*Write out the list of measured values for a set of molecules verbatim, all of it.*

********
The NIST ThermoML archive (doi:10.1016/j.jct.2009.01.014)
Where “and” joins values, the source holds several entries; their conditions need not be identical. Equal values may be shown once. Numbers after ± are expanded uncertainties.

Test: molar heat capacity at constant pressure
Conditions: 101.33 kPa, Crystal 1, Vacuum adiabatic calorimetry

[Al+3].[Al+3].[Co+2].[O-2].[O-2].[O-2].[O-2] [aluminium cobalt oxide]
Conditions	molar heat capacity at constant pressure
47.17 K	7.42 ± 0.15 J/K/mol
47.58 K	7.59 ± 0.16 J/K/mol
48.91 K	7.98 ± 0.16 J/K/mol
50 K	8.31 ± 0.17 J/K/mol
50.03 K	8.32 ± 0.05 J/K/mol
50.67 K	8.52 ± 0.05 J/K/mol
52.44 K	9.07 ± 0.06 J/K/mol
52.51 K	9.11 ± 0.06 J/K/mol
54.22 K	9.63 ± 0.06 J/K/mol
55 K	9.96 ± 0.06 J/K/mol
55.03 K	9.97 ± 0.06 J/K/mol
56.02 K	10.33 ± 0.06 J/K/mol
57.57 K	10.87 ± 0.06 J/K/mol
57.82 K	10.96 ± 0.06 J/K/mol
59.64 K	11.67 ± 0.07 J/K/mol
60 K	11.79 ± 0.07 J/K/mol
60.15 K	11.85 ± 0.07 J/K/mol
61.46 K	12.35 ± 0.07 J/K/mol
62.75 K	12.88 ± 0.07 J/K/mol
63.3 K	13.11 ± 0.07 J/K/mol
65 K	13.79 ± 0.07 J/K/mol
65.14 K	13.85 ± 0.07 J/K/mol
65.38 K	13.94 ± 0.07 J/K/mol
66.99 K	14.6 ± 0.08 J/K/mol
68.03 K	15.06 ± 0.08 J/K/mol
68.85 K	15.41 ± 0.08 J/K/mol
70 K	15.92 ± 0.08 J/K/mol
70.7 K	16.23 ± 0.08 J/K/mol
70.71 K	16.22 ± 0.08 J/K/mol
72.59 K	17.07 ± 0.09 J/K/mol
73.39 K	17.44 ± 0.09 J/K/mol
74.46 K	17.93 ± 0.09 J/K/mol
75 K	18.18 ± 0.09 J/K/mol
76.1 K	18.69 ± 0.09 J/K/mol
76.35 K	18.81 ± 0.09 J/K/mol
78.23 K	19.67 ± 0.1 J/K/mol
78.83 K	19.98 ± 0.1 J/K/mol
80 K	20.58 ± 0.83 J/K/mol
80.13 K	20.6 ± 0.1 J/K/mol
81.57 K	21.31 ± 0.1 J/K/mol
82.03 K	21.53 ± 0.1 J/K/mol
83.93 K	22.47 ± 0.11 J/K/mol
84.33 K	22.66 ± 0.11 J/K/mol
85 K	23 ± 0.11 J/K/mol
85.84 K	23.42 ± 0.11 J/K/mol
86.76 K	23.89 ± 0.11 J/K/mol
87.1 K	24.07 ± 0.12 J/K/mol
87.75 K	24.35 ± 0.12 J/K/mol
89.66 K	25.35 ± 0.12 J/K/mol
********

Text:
The NIST ThermoML archive (doi:10.1016/j.jct.2009.01.014)
Where “and” joins values, the source holds several entries; their conditions need not be identical. Equal values may be shown once. Numbers after ± are expanded uncertainties.

Test: molar heat capacity at constant pressure
Conditions: 101.33 kPa, Crystal 1, Vacuum adiabatic calorimetry

[Al+3].[Al+3].[Co+2].[O-2].[O-2].[O-2].[O-2] [aluminium cobalt oxide]
Conditions	molar heat capacity at constant pressure
47.17 K	7.42 ± 0.15 J/K/mol
47.58 K	7.59 ± 0.16 J/K/mol
48.91 K	7.98 ± 0.16 J/K/mol
50 K	8.31 ± 0.17 J/K/mol
50.03 K	8.32 ± 0.05 J/K/mol
50.67 K	8.52 ± 0.05 J/K/mol
52.44 K	9.07 ± 0.06 J/K/mol
52.51 K	9.11 ± 0.06 J/K/mol
54.22 K	9.63 ± 0.06 J/K/mol
55 K	9.96 ± 0.06 J/K/mol
55.03 K	9.97 ± 0.06 J/K/mol
56.02 K	10.33 ± 0.06 J/K/mol
57.57 K	10.87 ± 0.06 J/K/mol
57.82 K	10.96 ± 0.06 J/K/mol
59.64 K	11.67 ± 0.07 J/K/mol
60 K	11.79 ± 0.07 J/K/mol
60.15 K	11.85 ± 0.07 J/K/mol
61.46 K	12.35 ± 0.07 J/K/mol
62.75 K	12.88 ± 0.07 J/K/mol
63.3 K	13.11 ± 0.07 J/K/mol
65 K	13.79 ± 0.07 J/K/mol
65.14 K	13.85 ± 0.07 J/K/mol
65.38 K	13.94 ± 0.07 J/K/mol
66.99 K	14.6 ± 0.08 J/K/mol
68.03 K	15.06 ± 0.08 J/K/mol
68.85 K	15.41 ± 0.08 J/K/mol
70 K	15.92 ± 0.08 J/K/mol
70.7 K	16.23 ± 0.08 J/K/mol
70.71 K	16.22 ± 0.08 J/K/mol
72.59 K	17.07 ± 0.09 J/K/mol
73.39 K	17.44 ± 0.09 J/K/mol
74.46 K	17.93 ± 0.09 J/K/mol
75 K	18.18 ± 0.09 J/K/mol
76.1 K	18.69 ± 0.09 J/K/mol
76.35 K	18.81 ± 0.09 J/K/mol
78.23 K	19.67 ± 0.1 J/K/mol
78.83 K	19.98 ± 0.1 J/K/mol
80 K	20.58 ± 0.83 J/K/mol
80.13 K	20.6 ± 0.1 J/K/mol
81.57 K	21.31 ± 0.1 J/K/mol
82.03 K	21.53 ± 0.1 J/K/mol
83.93 K	22.47 ± 0.11 J/K/mol
84.33 K	22.66 ± 0.11 J/K/mol
85 K	23 ± 0.11 J/K/mol
85.84 K	23.42 ± 0.11 J/K/mol
86.76 K	23.89 ± 0.11 J/K/mol
87.1 K	24.07 ± 0.12 J/K/mol
87.75 K	24.35 ± 0.12 J/K/mol
89.66 K	25.35 ± 0.12 J/K/mol